This post was inspired by Chandru Iyer’s post *here*.

Consider a light ray sent a certain *distance* *s* that is immediately reflected back. According to Newtonian mechanics if a light ray travels at speed *c*, then for a body moving at speed *v *relative to the stationary frame, the light ray should travel at the speed *c − v* one way and at speed *c + v* the other way.

The *total distance* of the light ray is 2*s*. The *total time* of the light ray is

Then the mean speed is

However, according to Einstein’s relativity theory, the mean speed of light is a constant, *c*. So the above speed needs to be multiplied by the gamma factor squared, *γ*². As Iyer notes, this is accomplished by contracting the moving rulers by the factor (1/*γ*) and dilating the moving clocks by the factor *γ*.

**But that is not the correct approach.**

Consider a light ray sent a certain *distance* *s* that is immediately reflected back, for a total distance of 2*s*. Since distance is the independent variable, time is a dependent variable and pace instead of speed is the proper rate of motion. The pace for speed *c* is 1/*c* and the pace for speed *v* is 1/*v*. Then for a body moving at pace 1/*v *relative to the stationary frame, the light ray should travel at the pace 1/*c − 1/v* one way and at pace 1/*c + 1*/*v* the other way. Then the total time is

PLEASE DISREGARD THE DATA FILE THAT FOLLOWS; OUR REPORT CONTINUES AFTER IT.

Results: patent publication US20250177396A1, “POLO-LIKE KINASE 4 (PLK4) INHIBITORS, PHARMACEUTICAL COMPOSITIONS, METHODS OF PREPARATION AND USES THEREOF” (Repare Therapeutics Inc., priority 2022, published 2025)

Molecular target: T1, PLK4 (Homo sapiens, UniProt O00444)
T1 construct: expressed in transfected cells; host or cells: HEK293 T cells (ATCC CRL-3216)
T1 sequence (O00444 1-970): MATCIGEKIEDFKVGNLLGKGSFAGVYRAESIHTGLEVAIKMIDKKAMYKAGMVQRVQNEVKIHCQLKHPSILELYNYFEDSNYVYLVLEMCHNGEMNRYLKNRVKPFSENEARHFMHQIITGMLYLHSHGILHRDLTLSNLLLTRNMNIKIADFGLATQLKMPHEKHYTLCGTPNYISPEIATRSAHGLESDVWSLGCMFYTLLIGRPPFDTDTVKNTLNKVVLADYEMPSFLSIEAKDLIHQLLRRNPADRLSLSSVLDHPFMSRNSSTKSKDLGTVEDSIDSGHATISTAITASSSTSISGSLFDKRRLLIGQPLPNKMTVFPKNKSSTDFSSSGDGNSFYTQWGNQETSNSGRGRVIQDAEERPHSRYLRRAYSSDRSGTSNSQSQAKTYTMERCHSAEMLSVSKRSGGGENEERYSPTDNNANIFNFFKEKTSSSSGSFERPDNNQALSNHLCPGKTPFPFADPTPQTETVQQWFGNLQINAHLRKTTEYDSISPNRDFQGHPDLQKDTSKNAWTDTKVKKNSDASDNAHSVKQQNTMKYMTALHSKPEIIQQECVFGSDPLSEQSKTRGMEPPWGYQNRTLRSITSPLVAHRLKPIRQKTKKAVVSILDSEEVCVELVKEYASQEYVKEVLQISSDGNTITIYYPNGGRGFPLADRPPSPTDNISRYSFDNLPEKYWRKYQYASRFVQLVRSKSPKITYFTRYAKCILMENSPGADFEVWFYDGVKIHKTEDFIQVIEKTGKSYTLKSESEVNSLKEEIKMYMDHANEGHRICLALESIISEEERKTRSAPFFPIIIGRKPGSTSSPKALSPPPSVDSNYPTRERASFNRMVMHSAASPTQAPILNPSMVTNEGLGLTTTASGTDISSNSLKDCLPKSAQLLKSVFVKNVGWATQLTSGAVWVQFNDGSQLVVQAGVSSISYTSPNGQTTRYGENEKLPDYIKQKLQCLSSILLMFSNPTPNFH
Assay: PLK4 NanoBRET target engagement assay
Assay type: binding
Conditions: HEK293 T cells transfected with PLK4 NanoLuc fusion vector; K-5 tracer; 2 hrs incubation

This is the same as that observed from the rest frame. The mean pace is

If time *is* the independent variable, the result is similar:

Consider a light ray sent a certain *time interval* *t* that is immediately reflected back, for a total time of 2*t*. According to Newtonian mechanics if a light ray travels at speed *c*, then for a body moving at speed *v *relative to the stationary frame, the light ray should travel at the speed *c − v* one way and at speed *c + v* the other way.

The *total time* of the light ray is 2*t*. The *total distance* of the light ray is

Again, this is the same as that observed from the rest frame. The mean speed is